Why To-Do lists often become To-Don’t lists…


The reason most people fail with their to-do lists is because what they actually create is an ‘everything list’.


Like sunrise follows sunset, there are some things in life that are practically certain. Take, for example, that frequently shared life-lesson that someone, somewhere along the line will have definitely said to you: that if you want to get better at time management and productivity, you’ve got to do a ‘To-Do’ list.

Now, don’t get me wrong. Far be it from me to spoil the party (I’m just as certain some of you might know about a famous psychology study that found people are 42% more likely to achieve their goals if they write them down), but hear me out. The point of a to-do list is to divide your day in such a way that you are in control of it. That is its purpose. I don’t actually have a problem with to-do lists – it’s just the way people do them. For it’s my belief that not only do 99.9% of people fail to do them properly, in doing so they actually discourage themselves from ever utilising their time more effectively – which is the very reason they wanted to do them in the first place.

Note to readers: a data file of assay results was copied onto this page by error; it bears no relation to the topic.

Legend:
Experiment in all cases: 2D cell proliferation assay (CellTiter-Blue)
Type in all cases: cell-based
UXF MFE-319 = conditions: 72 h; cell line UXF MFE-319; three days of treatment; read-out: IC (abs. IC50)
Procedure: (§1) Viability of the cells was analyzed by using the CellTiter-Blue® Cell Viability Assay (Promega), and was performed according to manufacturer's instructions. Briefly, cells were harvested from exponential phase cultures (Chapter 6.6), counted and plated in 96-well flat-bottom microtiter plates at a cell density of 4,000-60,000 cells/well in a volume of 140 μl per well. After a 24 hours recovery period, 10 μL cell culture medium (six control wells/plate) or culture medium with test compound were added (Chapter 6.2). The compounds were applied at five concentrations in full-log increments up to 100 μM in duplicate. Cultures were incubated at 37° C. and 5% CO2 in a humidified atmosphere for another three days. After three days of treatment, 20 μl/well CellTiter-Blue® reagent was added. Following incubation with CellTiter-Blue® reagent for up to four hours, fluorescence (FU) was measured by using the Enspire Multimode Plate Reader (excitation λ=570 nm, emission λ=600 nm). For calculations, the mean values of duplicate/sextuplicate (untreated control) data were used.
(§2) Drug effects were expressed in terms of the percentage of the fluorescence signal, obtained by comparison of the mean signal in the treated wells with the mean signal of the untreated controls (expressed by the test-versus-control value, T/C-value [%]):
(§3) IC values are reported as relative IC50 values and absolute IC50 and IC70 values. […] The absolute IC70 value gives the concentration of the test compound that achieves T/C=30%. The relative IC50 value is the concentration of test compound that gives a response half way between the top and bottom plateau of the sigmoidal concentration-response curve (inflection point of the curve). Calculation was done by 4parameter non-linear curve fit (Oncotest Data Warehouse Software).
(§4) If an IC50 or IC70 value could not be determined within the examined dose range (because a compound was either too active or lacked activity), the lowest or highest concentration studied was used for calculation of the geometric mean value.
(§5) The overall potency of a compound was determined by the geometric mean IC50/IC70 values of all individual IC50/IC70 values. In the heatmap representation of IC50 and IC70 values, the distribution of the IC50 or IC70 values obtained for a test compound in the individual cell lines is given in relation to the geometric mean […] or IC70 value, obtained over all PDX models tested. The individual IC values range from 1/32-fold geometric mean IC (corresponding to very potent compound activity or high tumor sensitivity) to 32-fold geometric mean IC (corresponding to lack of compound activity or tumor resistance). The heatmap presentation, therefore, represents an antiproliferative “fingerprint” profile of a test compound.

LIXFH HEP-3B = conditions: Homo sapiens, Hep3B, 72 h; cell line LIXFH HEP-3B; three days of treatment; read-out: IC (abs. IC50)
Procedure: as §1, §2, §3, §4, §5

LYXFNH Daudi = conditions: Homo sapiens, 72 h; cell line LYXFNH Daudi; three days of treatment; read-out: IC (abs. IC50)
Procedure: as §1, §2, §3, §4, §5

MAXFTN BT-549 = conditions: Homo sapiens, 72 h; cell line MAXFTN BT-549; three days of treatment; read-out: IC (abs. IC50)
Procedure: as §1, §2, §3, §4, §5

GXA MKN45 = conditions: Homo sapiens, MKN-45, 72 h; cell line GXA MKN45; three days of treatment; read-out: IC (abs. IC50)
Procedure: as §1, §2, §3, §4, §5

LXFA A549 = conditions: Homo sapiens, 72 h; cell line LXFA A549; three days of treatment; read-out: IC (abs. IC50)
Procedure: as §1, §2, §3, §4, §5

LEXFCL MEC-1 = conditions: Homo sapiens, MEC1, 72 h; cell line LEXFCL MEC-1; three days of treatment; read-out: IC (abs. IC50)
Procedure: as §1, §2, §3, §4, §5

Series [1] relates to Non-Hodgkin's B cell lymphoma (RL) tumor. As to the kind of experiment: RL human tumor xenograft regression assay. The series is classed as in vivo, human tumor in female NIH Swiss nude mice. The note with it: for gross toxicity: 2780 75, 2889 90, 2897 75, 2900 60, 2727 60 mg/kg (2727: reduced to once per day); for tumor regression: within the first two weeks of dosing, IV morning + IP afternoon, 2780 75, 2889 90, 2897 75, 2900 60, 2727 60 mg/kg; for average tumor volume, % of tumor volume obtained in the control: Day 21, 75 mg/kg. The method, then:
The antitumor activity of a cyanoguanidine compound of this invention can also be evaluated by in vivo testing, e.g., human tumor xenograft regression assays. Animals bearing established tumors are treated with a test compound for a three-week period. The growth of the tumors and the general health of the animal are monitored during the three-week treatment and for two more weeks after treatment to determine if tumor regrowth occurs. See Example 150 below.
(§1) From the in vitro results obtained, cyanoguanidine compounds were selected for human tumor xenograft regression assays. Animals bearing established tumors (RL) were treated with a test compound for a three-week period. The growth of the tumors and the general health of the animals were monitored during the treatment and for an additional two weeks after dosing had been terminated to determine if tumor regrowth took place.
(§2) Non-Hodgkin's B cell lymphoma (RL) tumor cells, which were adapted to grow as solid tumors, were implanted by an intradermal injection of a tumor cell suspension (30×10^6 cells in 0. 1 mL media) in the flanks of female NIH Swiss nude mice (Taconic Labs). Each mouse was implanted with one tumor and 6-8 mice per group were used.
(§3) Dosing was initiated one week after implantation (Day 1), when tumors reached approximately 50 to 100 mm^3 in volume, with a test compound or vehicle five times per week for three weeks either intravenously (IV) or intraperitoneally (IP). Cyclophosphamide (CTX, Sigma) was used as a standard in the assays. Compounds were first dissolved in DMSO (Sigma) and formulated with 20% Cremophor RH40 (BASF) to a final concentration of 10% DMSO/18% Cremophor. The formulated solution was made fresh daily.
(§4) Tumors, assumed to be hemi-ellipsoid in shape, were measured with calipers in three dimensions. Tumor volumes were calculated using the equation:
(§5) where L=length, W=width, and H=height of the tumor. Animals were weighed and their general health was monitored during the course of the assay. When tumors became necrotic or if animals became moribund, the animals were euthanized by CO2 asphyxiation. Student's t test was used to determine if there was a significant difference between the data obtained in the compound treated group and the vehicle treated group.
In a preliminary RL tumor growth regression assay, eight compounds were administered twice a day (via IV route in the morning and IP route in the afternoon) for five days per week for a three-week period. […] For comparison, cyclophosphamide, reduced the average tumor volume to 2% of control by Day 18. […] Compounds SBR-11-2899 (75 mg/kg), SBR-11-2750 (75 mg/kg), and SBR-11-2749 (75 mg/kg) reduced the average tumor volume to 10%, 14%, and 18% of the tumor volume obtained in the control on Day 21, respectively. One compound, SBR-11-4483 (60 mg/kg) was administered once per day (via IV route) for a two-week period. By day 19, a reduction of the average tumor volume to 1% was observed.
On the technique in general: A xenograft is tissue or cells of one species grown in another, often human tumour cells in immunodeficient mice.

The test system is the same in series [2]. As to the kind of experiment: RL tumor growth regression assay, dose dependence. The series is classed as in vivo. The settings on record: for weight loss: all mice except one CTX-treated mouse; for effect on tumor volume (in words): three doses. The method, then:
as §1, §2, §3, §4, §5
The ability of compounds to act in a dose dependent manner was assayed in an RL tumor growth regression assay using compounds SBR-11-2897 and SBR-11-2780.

So why is this? Well, what happened last time you wrote your own to-do list? Did it turn into an impossibly long, never to be completed document where tasks got pushed to the next day, and then the next day, like a continually leaping frog? How did this list make you feel? Defeated? Arguably. Reminded of just how much you have still to get done? Probably. The fact is, people don’t like seeing their own disorganisation, and most of the time to-do lists are evidence of just this - labels of failure. They might have initially felt satisfying to create, but now they resemble receipts of under-performance.

However, it needn’t be like this. The reason most people fail with their to-do lists is because what they actually create is an ‘everything list’. Make your To-do list a ‘To-day list’ – things you should aim to get done that day [we believe this so much we’ve actually just trademarked the phrase].

Linked to this though is perhaps the single-biggest reason to-do lists lose favour – tasks are almost never assigned with a predicted time-to-take. It sounds simple, but it rarely happens. A To-Day list should really be incorporated into a daily schedule. That's where they make most sense to be, because tasks take time.

But there are other things people forget too. What about interruptions that give rise to new and unexpected tasks? While they may not be things we actually ‘want’ to achieve on that specific day [scientists say we are interrupted by something on average every eight minutes], we all suffer them.

What I hope is becoming clear is that we need to challenge ‘to-do’ lists. It’s only via a new way of thinking, that people can prioritise and make realistic judgements about what they can achieve with the available time in their day.

None of this is rocket-science. It’s simple stuff. But sometimes simple isn’t obvious. Time management is a skill that needs to be practiced, but take these few simple tips onboard, and you really will change the way you work. My advice is this: Turn to-do lists into to-day lists, to make the ‘do’ really become ‘done’.